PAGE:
(Please excuse me if I sound angry; these types of arguments just annoy me.)
They move through galleries fast and with a new purpose — cellphones in hand, they’re on Instagram treks and selfie hunts — and with a new viewing rhythm: Stop, point, pose, snap.
I’ll just start by saying I hate this article. I hate the wording. I hate the attitude. I hate the way of thinking. I hate that the article sounds like another “them-versus-us” argument about the detrements of social media and those young people are on those darn smartphones too much.
Although yes, there are people who are just that vain and do go to museums just to take “selfies,” generalizing an entire demographic as attending museums for such reason is… stupid.
Like libraries, they were places where the volume was low, the energy slow, the technology unobtrusive. You came to them to look, to think and, in the days before museums became the prime social spaces they are now, to be alone in a small, like-minded crowd.
Yes, and you also used to pay gas that didn’t make your wallet cry, used to refer to a paper map for driving directions, and used to dial an industrial-grade plastic telephone with a corded handset. So what? What point are you trying to make? That museums are no longer the same environment back in “the good ol’ days?”
My own introduction to art was remote and virtual, at home as a kid, looking through books, flipping pages, stopping when something caught my attention. But what got me hooked were visits to museums, notably the Museum of Fine Arts, Boston, and seeing crucial features of art that didn’t come through in reproduction.
The attitude this author has is preventing him from realizing this: the same way books motivated him to go out to the museums to experience the real thing, social media is serving for the present generation. He speaks of everything books lacked–scale, experience, texture–without realizing that the “digital photographs” he speaks of are not seen as a holy grail that our generation is using to substitute a live experience. He sites a survey that states the obvious–that people prefer to see museums in person. He ends his argument with, again, the obvious–that photos do not suffice in terms of experiencing art. What he completely fails to see is that us, as “young people,” agree with him as well. I can attest to this firsthand, as my list of must-visit-when-I-have-free-time museums were generated from a friend’s Instagram. Without him, I probably would not have known about the more obscure, local museums outside of the LACMA and the recent Broad-buzz. Furthermore, museums own social media accounts do not supplement a substitute for a real life visit, but rather encourages it, seen below in the Pasadena Museum of California Art’s Instagram.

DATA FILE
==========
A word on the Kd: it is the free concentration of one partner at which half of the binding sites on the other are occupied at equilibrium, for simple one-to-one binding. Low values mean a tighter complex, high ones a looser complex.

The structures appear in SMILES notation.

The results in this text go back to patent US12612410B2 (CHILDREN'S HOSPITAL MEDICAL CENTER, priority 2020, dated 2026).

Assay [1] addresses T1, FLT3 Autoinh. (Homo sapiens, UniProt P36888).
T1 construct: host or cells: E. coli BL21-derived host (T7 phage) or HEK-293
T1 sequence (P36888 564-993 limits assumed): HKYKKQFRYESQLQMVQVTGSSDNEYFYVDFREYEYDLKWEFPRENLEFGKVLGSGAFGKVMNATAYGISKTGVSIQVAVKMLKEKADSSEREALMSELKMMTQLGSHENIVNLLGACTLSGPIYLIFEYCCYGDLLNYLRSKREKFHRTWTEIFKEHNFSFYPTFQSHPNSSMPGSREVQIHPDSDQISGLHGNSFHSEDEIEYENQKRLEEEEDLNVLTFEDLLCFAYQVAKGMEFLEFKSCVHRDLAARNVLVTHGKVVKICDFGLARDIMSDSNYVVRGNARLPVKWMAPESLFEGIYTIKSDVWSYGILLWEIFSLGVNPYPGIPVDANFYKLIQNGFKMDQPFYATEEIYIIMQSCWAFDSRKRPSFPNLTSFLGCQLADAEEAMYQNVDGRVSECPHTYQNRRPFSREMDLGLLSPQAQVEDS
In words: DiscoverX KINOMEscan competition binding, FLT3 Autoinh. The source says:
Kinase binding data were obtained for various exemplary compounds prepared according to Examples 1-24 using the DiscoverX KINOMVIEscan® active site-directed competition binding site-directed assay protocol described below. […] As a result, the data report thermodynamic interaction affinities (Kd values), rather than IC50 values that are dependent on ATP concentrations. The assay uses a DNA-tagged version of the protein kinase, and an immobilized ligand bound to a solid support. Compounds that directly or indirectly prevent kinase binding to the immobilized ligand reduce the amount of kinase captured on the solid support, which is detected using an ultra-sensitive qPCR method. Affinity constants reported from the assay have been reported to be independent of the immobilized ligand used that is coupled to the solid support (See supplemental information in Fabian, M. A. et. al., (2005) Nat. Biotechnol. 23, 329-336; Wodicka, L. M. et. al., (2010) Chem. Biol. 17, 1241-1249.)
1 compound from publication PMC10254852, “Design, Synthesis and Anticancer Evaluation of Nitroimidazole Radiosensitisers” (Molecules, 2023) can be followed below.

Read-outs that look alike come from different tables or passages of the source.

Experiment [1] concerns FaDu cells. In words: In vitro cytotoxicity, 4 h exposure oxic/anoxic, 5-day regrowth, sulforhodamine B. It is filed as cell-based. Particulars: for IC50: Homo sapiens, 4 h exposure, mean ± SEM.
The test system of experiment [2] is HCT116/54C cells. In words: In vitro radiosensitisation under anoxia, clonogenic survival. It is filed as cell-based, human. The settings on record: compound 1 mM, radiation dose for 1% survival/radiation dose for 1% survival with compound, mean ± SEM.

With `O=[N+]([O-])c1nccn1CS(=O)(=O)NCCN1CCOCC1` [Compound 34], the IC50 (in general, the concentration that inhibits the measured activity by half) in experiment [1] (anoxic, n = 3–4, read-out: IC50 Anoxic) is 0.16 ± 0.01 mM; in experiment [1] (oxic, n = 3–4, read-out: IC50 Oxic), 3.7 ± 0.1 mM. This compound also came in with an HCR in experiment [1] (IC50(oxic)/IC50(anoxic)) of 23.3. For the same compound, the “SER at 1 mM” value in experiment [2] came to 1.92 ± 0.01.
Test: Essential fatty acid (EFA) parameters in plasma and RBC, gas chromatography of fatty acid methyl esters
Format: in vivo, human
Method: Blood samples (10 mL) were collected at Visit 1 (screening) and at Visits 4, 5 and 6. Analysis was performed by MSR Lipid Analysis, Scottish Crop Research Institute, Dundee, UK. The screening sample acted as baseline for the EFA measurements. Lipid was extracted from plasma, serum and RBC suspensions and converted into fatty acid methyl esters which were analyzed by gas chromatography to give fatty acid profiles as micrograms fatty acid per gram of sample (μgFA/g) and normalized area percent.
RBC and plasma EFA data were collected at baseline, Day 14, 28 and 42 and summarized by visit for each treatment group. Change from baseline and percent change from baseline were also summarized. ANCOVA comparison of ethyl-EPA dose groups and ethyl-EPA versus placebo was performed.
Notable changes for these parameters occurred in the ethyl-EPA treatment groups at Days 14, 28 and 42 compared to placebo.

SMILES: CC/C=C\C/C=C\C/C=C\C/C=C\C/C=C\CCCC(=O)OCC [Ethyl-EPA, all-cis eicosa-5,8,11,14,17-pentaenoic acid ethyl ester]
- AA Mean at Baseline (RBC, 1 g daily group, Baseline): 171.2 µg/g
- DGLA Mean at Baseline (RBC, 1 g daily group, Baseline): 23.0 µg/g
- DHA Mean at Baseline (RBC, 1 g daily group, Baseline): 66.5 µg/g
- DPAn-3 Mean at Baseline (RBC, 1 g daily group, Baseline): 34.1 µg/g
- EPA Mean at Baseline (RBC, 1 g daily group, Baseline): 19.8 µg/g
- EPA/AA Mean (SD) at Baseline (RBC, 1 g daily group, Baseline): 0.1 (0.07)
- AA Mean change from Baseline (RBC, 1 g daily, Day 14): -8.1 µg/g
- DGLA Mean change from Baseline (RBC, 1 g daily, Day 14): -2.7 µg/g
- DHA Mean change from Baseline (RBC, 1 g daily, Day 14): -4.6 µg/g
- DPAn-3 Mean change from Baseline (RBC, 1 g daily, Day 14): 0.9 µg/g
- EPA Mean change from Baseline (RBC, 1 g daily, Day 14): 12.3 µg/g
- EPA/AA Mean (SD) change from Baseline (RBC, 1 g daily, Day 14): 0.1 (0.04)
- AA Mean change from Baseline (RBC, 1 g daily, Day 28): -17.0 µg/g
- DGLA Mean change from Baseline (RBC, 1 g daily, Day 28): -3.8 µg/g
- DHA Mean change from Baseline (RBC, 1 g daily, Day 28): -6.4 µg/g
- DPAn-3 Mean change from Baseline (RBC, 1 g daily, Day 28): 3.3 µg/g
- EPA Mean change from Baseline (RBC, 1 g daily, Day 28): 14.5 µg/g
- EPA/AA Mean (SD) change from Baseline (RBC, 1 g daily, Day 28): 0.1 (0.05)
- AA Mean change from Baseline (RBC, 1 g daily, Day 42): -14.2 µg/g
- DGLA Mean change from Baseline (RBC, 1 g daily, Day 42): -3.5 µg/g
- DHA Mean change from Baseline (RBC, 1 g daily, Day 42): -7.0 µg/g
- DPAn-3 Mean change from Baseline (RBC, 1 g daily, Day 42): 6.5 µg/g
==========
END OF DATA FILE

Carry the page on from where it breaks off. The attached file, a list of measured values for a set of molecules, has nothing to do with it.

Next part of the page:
Obviously there is the same motivative quality in social media as the author found in books. Just because we are now in an age of “digital natives” does not mean that all museum goers today lack substance. In fact, the fact that the author has a discouraging tone towards those who do manage to visit a museum in person, assuming and brushing off their motive as vain, only weakens his already ill-focused argument to me. He’s not satisfied with millennial culture making museums accessible online, nor is he satisfied with the reasons that make them want to go in person… What is he trying to achieve?
The only thing this article achieves is perpetuating an unnecessary “us-versus-them” mentality over a subject that is (somewhat) universally agreed upon. How can you call this good journalism?